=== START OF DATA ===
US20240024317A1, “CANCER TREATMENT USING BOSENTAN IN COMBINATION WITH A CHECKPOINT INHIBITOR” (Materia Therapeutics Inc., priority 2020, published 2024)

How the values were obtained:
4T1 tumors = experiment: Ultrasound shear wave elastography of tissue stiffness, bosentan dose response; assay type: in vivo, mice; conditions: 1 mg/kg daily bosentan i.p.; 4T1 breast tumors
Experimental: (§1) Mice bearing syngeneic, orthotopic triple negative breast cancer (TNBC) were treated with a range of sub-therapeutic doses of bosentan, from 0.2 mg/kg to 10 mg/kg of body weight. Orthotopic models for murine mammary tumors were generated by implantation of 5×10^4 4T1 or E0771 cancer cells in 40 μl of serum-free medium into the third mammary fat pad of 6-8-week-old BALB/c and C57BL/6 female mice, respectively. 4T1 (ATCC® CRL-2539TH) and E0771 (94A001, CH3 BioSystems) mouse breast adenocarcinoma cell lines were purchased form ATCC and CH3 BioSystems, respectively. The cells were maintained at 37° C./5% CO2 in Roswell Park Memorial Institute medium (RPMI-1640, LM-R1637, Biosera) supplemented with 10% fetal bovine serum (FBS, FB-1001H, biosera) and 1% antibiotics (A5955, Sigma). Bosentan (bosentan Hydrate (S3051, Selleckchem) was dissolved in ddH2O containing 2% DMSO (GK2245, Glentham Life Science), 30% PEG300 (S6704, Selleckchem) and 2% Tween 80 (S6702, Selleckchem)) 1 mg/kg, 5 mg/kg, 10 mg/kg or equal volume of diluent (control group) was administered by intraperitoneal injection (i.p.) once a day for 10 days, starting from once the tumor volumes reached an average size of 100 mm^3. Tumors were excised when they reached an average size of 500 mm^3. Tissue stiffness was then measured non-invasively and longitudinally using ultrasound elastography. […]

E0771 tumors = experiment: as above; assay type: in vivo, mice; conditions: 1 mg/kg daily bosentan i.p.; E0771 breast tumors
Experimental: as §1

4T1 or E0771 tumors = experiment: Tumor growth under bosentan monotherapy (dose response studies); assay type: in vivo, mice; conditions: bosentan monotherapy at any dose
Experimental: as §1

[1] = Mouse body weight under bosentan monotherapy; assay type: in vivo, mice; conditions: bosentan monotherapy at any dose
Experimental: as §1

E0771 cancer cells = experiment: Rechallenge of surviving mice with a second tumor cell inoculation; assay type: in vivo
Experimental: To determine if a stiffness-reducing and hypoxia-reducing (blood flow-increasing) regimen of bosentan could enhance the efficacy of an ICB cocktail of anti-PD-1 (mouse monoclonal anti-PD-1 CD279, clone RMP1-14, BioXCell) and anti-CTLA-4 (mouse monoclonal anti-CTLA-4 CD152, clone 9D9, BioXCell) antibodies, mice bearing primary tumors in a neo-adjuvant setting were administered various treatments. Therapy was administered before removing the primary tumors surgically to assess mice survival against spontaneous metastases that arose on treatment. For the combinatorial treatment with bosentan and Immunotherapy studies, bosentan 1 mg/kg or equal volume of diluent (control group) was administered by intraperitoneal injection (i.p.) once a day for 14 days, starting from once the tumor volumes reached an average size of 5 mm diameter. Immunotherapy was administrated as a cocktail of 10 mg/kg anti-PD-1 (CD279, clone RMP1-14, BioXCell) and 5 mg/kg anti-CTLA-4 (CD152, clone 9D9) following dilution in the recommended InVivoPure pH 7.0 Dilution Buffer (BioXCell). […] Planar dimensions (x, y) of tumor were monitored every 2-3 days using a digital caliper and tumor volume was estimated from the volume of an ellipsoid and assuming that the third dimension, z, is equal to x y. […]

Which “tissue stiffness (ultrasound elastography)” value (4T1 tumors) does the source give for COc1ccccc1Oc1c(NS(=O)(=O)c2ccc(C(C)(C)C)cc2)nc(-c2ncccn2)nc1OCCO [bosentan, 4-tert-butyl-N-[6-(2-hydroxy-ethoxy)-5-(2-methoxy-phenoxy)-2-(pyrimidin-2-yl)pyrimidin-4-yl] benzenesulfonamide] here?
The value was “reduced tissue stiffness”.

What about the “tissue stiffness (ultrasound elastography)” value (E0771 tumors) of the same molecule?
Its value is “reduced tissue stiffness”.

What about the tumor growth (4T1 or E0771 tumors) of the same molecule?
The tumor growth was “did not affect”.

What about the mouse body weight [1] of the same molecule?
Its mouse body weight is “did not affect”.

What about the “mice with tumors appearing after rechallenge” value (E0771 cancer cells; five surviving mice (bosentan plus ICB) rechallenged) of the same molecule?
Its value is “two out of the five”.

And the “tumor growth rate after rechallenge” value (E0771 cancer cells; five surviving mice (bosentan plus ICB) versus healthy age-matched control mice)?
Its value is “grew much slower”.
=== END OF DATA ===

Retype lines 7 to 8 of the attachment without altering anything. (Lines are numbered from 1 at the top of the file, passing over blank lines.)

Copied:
4T1 or E0771 tumors = experiment: Tumor growth under bosentan monotherapy (dose response studies); assay type: in vivo, mice; conditions: bosentan monotherapy at any dose
Experimental: as §1